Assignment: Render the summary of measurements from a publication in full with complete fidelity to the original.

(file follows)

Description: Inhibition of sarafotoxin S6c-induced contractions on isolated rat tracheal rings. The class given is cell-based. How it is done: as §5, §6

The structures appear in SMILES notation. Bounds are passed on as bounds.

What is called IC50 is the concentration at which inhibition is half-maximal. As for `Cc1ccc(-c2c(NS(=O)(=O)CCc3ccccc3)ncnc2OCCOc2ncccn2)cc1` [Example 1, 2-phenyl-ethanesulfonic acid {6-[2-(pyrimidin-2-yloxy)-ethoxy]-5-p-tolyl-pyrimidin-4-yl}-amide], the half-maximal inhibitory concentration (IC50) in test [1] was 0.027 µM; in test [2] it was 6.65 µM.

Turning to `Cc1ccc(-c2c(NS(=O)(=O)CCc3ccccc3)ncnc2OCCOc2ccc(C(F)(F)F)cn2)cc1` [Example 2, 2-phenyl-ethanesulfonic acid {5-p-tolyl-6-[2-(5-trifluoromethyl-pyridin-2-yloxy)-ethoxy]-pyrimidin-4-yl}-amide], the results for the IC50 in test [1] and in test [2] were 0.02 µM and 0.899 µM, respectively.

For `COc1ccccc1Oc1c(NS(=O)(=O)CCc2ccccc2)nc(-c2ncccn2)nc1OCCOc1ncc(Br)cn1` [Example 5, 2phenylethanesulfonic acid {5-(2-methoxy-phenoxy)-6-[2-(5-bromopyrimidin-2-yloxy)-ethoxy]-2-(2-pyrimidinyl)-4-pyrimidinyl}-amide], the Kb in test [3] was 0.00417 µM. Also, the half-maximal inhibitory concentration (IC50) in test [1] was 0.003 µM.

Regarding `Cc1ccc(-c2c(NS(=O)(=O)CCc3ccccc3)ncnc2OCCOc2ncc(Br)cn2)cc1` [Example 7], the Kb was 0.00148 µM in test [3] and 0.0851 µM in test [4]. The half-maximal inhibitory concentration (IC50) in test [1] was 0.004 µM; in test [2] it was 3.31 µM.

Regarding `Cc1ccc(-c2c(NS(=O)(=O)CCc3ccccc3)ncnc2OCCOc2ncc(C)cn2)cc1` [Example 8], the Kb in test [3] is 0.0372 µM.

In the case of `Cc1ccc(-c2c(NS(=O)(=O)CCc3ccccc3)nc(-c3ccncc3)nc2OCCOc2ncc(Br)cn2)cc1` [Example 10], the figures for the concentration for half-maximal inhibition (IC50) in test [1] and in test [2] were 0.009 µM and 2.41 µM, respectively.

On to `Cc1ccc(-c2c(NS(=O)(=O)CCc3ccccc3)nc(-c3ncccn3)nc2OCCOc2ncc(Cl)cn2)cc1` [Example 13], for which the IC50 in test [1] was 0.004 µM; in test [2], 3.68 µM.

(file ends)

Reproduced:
Description: Inhibition of sarafotoxin S6c-induced contractions on isolated rat tracheal rings. The class given is cell-based. How it is done: as §5, §6

The structures appear in SMILES notation. Bounds are passed on as bounds.

What is called IC50 is the concentration at which inhibition is half-maximal. As for `Cc1ccc(-c2c(NS(=O)(=O)CCc3ccccc3)ncnc2OCCOc2ncccn2)cc1` [Example 1, 2-phenyl-ethanesulfonic acid {6-[2-(pyrimidin-2-yloxy)-ethoxy]-5-p-tolyl-pyrimidin-4-yl}-amide], the half-maximal inhibitory concentration (IC50) in test [1] was 0.027 µM; in test [2] it was 6.65 µM.

Turning to `Cc1ccc(-c2c(NS(=O)(=O)CCc3ccccc3)ncnc2OCCOc2ccc(C(F)(F)F)cn2)cc1` [Example 2, 2-phenyl-ethanesulfonic acid {5-p-tolyl-6-[2-(5-trifluoromethyl-pyridin-2-yloxy)-ethoxy]-pyrimidin-4-yl}-amide], the results for the IC50 in test [1] and in test [2] were 0.02 µM and 0.899 µM, respectively.

For `COc1ccccc1Oc1c(NS(=O)(=O)CCc2ccccc2)nc(-c2ncccn2)nc1OCCOc1ncc(Br)cn1` [Example 5, 2phenylethanesulfonic acid {5-(2-methoxy-phenoxy)-6-[2-(5-bromopyrimidin-2-yloxy)-ethoxy]-2-(2-pyrimidinyl)-4-pyrimidinyl}-amide], the Kb in test [3] was 0.00417 µM. Also, the half-maximal inhibitory concentration (IC50) in test [1] was 0.003 µM.

Regarding `Cc1ccc(-c2c(NS(=O)(=O)CCc3ccccc3)ncnc2OCCOc2ncc(Br)cn2)cc1` [Example 7], the Kb was 0.00148 µM in test [3] and 0.0851 µM in test [4]. The half-maximal inhibitory concentration (IC50) in test [1] was 0.004 µM; in test [2] it was 3.31 µM.

Regarding `Cc1ccc(-c2c(NS(=O)(=O)CCc3ccccc3)ncnc2OCCOc2ncc(C)cn2)cc1` [Example 8], the Kb in test [3] is 0.0372 µM.

In the case of `Cc1ccc(-c2c(NS(=O)(=O)CCc3ccccc3)nc(-c3ccncc3)nc2OCCOc2ncc(Br)cn2)cc1` [Example 10], the figures for the concentration for half-maximal inhibition (IC50) in test [1] and in test [2] were 0.009 µM and 2.41 µM, respectively.

On to `Cc1ccc(-c2c(NS(=O)(=O)CCc3ccccc3)nc(-c3ncccn3)nc2OCCOc2ncc(Cl)cn2)cc1` [Example 13], for which the IC50 in test [1] was 0.004 µM; in test [2], 3.68 µM.